Short, sweet, respectful, and to-the-point: a good example what we at Pegasus expect in a cover letter. Submitters can feel free to address the cover letter to Matt McCullough, the current managing editor, or to me, Jeff Newberry, faculty advisor and advisory editor.
Note: some literary magazines want you to write your bio in third person; others don’t specify. If you’re really confused about how to write one, take a look at some contributors’ notes online. Mimic what you see there.
Response time: Pegasus is a yearly publication. We publish each spring to coincide with Abraham Baldwin Agricultural College’s annual celebration of the arts and humanities. Although submissions open in August of each year, we don’t make any decisions until January, usually. This means that once you’ve submitted your work, you may not hear back from us for a pretty good while. Don’t worry; we’ve not lost your submission. We’ll get back to you as soon as possible. Some pieces we accept very quickly; with others, the decision can take a bit of time.
Writers should resist the temptation to email any editor about the status of a submission unless four-six months have passed with no contact from the magazine. Asking about the status of a submission isn’t necessarily wrong (though some journals expressly ask writers not to contact the editor until a certain amount of time has passed). Rather, emailing the editor might result in a quick rejection. The editor might think, “Well, we were on the fence about this submission, but clearly the writer has had some luck placing it elsewhere.”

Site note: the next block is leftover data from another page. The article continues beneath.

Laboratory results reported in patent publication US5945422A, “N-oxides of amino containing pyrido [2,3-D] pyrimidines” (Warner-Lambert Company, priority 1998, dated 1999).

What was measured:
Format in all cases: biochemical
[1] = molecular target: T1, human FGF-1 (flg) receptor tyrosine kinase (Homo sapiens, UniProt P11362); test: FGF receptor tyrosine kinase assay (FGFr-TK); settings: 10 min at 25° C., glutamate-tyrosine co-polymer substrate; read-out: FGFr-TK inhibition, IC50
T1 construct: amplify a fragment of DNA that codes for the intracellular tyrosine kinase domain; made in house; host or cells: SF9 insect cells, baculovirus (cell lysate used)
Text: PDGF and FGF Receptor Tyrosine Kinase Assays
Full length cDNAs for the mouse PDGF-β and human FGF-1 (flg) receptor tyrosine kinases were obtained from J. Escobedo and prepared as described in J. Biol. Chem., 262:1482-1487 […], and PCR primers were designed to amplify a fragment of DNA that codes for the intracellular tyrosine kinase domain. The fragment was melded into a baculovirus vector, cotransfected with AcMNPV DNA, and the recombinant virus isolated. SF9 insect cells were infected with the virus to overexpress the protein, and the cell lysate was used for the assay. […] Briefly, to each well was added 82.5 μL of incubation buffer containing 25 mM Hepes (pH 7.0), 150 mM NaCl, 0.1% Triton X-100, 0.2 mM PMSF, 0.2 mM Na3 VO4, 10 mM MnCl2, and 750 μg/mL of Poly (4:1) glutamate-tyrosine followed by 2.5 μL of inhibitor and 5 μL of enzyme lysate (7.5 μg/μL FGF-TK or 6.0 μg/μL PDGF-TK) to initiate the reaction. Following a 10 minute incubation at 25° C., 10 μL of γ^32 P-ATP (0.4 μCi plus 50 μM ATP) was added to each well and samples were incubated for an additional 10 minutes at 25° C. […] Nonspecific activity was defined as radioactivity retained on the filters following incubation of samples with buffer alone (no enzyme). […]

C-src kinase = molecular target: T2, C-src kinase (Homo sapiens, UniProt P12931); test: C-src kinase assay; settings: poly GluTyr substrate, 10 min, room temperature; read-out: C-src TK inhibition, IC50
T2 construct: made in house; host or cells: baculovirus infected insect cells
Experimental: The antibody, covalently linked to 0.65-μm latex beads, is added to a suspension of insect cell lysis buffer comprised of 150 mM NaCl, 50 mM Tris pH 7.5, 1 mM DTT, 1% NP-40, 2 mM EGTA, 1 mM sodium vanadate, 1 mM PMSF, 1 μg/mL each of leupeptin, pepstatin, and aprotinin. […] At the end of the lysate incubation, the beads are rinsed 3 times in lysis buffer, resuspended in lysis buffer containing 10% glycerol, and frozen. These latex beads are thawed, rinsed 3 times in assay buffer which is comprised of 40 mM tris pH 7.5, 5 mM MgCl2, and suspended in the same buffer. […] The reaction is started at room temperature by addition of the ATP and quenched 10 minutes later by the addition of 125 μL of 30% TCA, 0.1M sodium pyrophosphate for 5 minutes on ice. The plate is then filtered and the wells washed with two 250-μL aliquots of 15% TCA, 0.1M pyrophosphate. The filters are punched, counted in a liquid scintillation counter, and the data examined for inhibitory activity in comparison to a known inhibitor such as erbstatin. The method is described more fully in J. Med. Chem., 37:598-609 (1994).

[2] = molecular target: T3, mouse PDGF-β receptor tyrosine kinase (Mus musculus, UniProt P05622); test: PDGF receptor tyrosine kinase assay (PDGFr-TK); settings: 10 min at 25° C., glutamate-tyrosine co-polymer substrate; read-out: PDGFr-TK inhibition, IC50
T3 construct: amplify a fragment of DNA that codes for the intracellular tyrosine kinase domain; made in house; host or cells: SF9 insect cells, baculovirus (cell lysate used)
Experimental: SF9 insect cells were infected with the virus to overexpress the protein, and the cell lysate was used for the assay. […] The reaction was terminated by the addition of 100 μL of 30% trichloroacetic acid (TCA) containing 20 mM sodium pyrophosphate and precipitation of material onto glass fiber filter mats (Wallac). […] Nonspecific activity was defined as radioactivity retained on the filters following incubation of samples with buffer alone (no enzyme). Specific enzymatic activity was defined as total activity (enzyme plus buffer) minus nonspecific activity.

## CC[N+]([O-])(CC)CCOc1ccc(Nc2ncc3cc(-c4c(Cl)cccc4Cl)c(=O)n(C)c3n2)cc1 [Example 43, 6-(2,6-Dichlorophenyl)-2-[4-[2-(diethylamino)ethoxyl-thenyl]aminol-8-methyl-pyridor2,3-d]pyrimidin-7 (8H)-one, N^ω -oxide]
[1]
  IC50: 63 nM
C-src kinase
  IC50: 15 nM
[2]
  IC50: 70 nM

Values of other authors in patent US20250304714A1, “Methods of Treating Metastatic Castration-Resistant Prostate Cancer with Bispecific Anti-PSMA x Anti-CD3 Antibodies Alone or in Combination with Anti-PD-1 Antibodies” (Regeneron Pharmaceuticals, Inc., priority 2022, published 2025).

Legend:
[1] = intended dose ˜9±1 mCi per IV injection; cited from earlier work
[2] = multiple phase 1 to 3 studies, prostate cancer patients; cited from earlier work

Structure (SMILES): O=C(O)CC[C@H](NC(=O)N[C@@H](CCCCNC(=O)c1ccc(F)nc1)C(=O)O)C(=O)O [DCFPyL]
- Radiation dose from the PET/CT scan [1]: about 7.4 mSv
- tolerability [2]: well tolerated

And please, don’t call to ask about your submission.
Simultaneous submissions: As a writer, I rarely send to a place that doesn’t accept simultaneous submissions, a term that means the journal allows writers to submit the same manuscript to them that the writer has sent to others. This way, the writer has to contact all the other journals to withdraw the manuscript, should it be accepted.
Because Pegasus uses Submishmash, we have no rule against simultaneous submissions. Writes just need to log in to their account and withdraw any manuscript accepted elsewhere.
Read the submission guidelines: By this I mean, read the submission guidelines to any journal to which you’re submitting. Treat the guidelines like Gospel truth.